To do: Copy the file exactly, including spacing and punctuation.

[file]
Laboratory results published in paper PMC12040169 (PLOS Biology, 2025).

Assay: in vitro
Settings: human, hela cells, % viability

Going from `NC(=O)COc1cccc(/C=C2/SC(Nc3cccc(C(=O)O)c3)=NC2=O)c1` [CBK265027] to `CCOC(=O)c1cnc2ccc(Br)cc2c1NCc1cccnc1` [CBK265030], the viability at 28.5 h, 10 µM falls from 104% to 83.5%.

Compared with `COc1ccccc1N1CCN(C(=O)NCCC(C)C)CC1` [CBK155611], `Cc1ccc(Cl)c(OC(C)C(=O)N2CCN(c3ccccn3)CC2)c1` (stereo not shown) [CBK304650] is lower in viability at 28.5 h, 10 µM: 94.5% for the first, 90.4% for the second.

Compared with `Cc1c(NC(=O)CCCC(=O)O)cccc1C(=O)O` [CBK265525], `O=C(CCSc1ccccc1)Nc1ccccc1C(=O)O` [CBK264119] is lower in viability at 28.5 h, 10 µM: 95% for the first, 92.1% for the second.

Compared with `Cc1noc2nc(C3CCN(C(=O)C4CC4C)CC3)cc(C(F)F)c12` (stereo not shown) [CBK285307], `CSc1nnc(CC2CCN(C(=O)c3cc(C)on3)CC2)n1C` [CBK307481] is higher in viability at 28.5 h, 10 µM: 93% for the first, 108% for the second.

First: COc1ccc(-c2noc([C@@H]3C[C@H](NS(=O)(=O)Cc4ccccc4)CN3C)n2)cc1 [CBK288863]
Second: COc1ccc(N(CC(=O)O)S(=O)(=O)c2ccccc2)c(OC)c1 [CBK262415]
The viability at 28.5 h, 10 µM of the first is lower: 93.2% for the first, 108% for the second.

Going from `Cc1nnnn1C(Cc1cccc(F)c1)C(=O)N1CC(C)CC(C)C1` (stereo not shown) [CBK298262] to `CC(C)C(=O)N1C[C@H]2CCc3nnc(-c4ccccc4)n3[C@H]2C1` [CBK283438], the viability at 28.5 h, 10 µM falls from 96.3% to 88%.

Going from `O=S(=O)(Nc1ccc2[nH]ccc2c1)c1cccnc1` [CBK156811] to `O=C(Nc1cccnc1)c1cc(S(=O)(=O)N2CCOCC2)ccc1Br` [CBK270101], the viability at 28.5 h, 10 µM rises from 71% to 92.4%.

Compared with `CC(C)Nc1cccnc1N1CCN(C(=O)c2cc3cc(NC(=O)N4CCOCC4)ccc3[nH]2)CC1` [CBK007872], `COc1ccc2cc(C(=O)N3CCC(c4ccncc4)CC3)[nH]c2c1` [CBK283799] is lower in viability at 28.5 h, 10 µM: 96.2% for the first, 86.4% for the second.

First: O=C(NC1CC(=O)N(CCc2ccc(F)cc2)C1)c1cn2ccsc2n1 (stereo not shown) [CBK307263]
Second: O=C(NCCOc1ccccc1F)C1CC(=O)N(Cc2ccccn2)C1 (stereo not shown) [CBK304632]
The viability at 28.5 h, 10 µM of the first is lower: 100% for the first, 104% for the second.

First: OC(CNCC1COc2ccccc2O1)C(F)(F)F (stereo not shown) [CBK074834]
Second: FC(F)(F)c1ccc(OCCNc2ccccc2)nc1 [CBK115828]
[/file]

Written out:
Laboratory results published in paper PMC12040169 (PLOS Biology, 2025).

Assay: in vitro
Settings: human, hela cells, % viability

Going from `NC(=O)COc1cccc(/C=C2/SC(Nc3cccc(C(=O)O)c3)=NC2=O)c1` [CBK265027] to `CCOC(=O)c1cnc2ccc(Br)cc2c1NCc1cccnc1` [CBK265030], the viability at 28.5 h, 10 µM falls from 104% to 83.5%.

Compared with `COc1ccccc1N1CCN(C(=O)NCCC(C)C)CC1` [CBK155611], `Cc1ccc(Cl)c(OC(C)C(=O)N2CCN(c3ccccn3)CC2)c1` (stereo not shown) [CBK304650] is lower in viability at 28.5 h, 10 µM: 94.5% for the first, 90.4% for the second.

Compared with `Cc1c(NC(=O)CCCC(=O)O)cccc1C(=O)O` [CBK265525], `O=C(CCSc1ccccc1)Nc1ccccc1C(=O)O` [CBK264119] is lower in viability at 28.5 h, 10 µM: 95% for the first, 92.1% for the second.

Compared with `Cc1noc2nc(C3CCN(C(=O)C4CC4C)CC3)cc(C(F)F)c12` (stereo not shown) [CBK285307], `CSc1nnc(CC2CCN(C(=O)c3cc(C)on3)CC2)n1C` [CBK307481] is higher in viability at 28.5 h, 10 µM: 93% for the first, 108% for the second.

First: COc1ccc(-c2noc([C@@H]3C[C@H](NS(=O)(=O)Cc4ccccc4)CN3C)n2)cc1 [CBK288863]
Second: COc1ccc(N(CC(=O)O)S(=O)(=O)c2ccccc2)c(OC)c1 [CBK262415]
The viability at 28.5 h, 10 µM of the first is lower: 93.2% for the first, 108% for the second.

Going from `Cc1nnnn1C(Cc1cccc(F)c1)C(=O)N1CC(C)CC(C)C1` (stereo not shown) [CBK298262] to `CC(C)C(=O)N1C[C@H]2CCc3nnc(-c4ccccc4)n3[C@H]2C1` [CBK283438], the viability at 28.5 h, 10 µM falls from 96.3% to 88%.

Going from `O=S(=O)(Nc1ccc2[nH]ccc2c1)c1cccnc1` [CBK156811] to `O=C(Nc1cccnc1)c1cc(S(=O)(=O)N2CCOCC2)ccc1Br` [CBK270101], the viability at 28.5 h, 10 µM rises from 71% to 92.4%.

Compared with `CC(C)Nc1cccnc1N1CCN(C(=O)c2cc3cc(NC(=O)N4CCOCC4)ccc3[nH]2)CC1` [CBK007872], `COc1ccc2cc(C(=O)N3CCC(c4ccncc4)CC3)[nH]c2c1` [CBK283799] is lower in viability at 28.5 h, 10 µM: 96.2% for the first, 86.4% for the second.

First: O=C(NC1CC(=O)N(CCc2ccc(F)cc2)C1)c1cn2ccsc2n1 (stereo not shown) [CBK307263]
Second: O=C(NCCOc1ccccc1F)C1CC(=O)N(Cc2ccccn2)C1 (stereo not shown) [CBK304632]
The viability at 28.5 h, 10 µM of the first is lower: 100% for the first, 104% for the second.

First: OC(CNCC1COc2ccccc2O1)C(F)(F)F (stereo not shown) [CBK074834]
Second: FC(F)(F)c1ccc(OCCNc2ccccc2)nc1 [CBK115828]